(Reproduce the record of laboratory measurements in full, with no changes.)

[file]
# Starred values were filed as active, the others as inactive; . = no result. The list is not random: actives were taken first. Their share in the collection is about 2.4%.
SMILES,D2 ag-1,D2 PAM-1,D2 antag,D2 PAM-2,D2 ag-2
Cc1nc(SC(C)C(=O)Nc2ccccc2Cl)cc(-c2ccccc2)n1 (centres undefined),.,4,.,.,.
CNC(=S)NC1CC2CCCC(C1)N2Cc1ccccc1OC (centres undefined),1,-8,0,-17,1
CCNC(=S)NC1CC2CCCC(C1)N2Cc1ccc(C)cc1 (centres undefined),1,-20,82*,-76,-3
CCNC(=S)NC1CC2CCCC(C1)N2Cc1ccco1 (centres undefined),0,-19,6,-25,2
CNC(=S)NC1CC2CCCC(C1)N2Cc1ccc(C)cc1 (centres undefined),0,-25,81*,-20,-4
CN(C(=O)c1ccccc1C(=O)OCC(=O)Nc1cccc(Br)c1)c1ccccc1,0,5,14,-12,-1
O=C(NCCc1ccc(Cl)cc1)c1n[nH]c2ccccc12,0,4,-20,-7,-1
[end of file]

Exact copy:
# Starred values were filed as active, the others as inactive; . = no result. The list is not random: actives were taken first. Their share in the collection is about 2.4%.
SMILES,D2 ag-1,D2 PAM-1,D2 antag,D2 PAM-2,D2 ag-2
Cc1nc(SC(C)C(=O)Nc2ccccc2Cl)cc(-c2ccccc2)n1 (centres undefined),.,4,.,.,.
CNC(=S)NC1CC2CCCC(C1)N2Cc1ccccc1OC (centres undefined),1,-8,0,-17,1
CCNC(=S)NC1CC2CCCC(C1)N2Cc1ccc(C)cc1 (centres undefined),1,-20,82*,-76,-3
CCNC(=S)NC1CC2CCCC(C1)N2Cc1ccco1 (centres undefined),0,-19,6,-25,2
CNC(=S)NC1CC2CCCC(C1)N2Cc1ccc(C)cc1 (centres undefined),0,-25,81*,-20,-4
CN(C(=O)c1ccccc1C(=O)OCC(=O)Nc1cccc(Br)c1)c1ccccc1,0,5,14,-12,-1
O=C(NCCc1ccc(Cl)cc1)c1n[nH]c2ccccc12,0,4,-20,-7,-1